Although they have computers to try to ensure that they have not routed two trains to be at the same place at the same time, only the operation of a timetable shows up unnoticed hazards. Already the first supplement has been issued.
The timetablers do not like to admit it but the published volume is one of the longest works of fiction since Bleak House. The trains operate to an unpublished timetable that is calculated in half minutes and is frequently several minutes adrift from the published version. Take the 8.50am from King's Cross to Edinburgh. The timetable says it should arrive at York at 10.42 and leave a minute later. In fact, it is supposed to get there at 10.41 1/2 and leave three minutes later. By the time it gets to Edinburgh, it is advertised at 13.27 but is timed to reach it by 13.20. As Mark Fulford, one of the compilers of the timetable, put it, 'it helps us keep to the schedule. If we advertised it at 13.20 and it kept getting there two minutes late, people would complain.' The process of drawing up a timetable starts about 18 months before it comes into force when marketing staff examine demand and look at the potential for improvements, such as extra stops or even extra trains. The provision of an extra train on one route, though, is likely to lead to the cutting of another elsewhere.
There is no one Mr Timetable. Instead, a number of planning managers work at various offices for BR's three constituent parts, InterCity, Regional Railways and Network SouthEast, in 30 centres around the country, drawing up parts of the timetable and occasionally negotiating when their routes cross.
Mr Fulford has been in charge of table 26 for a decade. The table stretches over 42 pages and gives the timings for the InterCity trains on the east coast route from King's Cross to Scotland and adjoining routes such as Leeds and Hull.
Mr Fulford, who started with BR 30 years ago as a booking clerk and now boasts the title InterCity Services Planning Manager, admits that table 26 changes little from year to year. All the Sunday times, however, are different to allow for engineering works.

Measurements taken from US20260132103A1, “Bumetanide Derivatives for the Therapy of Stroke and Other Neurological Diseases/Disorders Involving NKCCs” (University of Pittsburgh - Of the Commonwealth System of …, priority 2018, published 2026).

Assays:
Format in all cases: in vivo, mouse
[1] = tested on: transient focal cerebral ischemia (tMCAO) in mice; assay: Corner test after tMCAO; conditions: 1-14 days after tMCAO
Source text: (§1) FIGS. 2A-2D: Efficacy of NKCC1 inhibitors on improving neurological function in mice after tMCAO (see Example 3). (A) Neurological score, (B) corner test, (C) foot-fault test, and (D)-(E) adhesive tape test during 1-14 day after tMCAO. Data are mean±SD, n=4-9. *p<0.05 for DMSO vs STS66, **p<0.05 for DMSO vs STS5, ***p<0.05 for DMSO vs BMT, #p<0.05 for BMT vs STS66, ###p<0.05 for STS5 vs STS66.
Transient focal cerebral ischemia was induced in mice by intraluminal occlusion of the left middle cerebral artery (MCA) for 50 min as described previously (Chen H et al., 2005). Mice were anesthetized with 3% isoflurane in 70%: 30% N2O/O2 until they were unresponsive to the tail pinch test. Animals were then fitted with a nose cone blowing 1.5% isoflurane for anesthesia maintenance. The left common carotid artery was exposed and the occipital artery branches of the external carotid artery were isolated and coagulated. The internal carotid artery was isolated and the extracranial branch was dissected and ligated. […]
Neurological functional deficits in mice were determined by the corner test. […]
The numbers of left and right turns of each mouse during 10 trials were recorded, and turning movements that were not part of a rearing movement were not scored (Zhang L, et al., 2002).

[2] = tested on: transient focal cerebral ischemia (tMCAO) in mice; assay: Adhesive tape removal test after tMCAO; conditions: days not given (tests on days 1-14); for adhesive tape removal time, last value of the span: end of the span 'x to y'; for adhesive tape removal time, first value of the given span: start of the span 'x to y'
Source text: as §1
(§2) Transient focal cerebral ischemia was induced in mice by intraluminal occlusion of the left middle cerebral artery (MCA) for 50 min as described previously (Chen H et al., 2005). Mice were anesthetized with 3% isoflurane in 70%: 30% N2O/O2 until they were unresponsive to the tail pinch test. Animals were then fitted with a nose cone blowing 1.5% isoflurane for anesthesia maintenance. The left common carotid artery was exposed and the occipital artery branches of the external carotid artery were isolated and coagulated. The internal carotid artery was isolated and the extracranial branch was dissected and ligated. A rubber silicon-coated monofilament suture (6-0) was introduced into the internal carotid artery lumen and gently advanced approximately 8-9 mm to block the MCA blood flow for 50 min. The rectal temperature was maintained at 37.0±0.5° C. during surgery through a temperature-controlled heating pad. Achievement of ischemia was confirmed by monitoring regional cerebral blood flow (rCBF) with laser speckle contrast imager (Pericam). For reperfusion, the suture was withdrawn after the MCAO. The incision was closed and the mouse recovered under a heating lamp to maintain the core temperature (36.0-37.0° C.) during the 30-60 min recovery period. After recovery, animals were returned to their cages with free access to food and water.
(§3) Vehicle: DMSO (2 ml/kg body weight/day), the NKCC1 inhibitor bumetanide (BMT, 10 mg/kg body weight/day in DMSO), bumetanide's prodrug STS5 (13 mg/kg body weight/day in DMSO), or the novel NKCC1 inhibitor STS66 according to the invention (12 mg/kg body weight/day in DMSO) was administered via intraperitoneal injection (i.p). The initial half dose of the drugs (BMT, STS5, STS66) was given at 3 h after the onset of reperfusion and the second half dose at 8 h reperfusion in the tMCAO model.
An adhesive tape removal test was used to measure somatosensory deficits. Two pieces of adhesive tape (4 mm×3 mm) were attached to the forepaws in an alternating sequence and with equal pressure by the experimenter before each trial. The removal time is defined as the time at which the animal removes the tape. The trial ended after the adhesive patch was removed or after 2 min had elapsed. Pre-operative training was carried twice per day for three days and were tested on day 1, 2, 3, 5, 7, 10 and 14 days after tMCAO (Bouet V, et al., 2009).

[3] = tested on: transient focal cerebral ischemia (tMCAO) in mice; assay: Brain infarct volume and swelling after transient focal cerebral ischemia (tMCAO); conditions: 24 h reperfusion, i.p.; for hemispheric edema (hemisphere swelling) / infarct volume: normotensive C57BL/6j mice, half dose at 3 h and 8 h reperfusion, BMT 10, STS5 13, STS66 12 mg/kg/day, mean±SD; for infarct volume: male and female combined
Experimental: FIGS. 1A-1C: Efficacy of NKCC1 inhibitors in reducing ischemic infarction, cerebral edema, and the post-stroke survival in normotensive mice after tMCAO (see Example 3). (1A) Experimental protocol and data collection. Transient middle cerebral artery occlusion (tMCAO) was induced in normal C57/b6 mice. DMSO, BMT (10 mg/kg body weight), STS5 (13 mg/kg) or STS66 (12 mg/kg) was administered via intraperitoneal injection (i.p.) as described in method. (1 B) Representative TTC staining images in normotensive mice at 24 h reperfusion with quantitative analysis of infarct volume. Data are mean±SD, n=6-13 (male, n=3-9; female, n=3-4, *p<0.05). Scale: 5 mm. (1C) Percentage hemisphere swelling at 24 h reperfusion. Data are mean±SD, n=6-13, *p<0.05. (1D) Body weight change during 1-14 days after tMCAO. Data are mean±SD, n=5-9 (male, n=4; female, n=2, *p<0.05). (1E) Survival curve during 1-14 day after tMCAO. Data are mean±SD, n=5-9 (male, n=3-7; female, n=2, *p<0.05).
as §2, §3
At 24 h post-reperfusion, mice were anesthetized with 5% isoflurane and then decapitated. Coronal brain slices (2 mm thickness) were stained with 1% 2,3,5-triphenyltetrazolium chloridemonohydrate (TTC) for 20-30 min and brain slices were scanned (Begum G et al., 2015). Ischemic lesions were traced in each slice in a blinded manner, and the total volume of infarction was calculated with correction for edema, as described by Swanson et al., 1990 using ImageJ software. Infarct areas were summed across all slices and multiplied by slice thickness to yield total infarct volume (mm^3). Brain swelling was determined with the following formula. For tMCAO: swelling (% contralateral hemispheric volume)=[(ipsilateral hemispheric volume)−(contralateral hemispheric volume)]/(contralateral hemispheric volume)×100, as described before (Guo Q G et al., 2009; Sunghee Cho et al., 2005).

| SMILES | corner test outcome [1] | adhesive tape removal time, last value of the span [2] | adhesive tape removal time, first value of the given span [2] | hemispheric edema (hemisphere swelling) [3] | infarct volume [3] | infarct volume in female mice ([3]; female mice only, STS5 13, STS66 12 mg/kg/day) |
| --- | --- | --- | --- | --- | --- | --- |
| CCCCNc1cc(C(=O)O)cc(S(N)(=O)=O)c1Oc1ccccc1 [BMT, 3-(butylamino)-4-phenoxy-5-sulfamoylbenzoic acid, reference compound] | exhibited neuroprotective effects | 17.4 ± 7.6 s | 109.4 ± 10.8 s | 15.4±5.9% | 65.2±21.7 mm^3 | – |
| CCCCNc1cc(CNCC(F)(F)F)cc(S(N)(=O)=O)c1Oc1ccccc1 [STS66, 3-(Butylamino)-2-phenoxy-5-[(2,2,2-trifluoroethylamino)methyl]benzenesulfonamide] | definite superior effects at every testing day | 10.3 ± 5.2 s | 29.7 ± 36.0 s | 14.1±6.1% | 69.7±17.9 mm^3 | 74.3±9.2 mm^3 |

In fact, the Sunday timings change completely again in January as the engineering works move to different parts of the line.
Another major demand on his time is trying to accommodate marginal changes that seem simple but which, as he puts it, 'have a wave effect through the system'. The marketing men, sharp-suited young chaps who pepper their conversation with expressions like 'demand profiles', had hit upon the idea of the 12 noon King's Cross to Aberdeen making an additional stop at Peterborough.
A two minute stop adds six minutes to an InterCity train's time and that immediately had a disastrous knock-on effect. 'We had to move six other trains just between Peterborough and York,' Mr Fulford said. Therefore, for the time being, the 12 o'clock Inverness train still does not stop at Peterborough. InterCity largely has priority over the local trains of Regional Railways, though Mr Fulford tries to resolve conflicts with his counterparts at Regional Railways amicably. 'I know I may need their help one day, so I try to do the best for all of us.'
There is a minimum of a four minute gap - or nearly eight miles for a train travelling at 125mph - between InterCity trains to ensure that they hit green lights every time. The gap could be reduced to three, allowing more flexibility in the timetable, but Mr Fulford suggests that would result in more delays when things go wrong.
After privatisation, it is unclear how such conflicts between train timings would be worked out. It is even unclear who would employ Mr Fulford, the new track authority, the winner of the east coast route franchise or even InterCity if it remains. 'Slots' may be sold to the highest bidder. Fitting in the demands and priorities of possibly a host of private operators and franchise-holders with those of BR will be an unenviable and politically charged task.
(Photograph omitted)Reuse content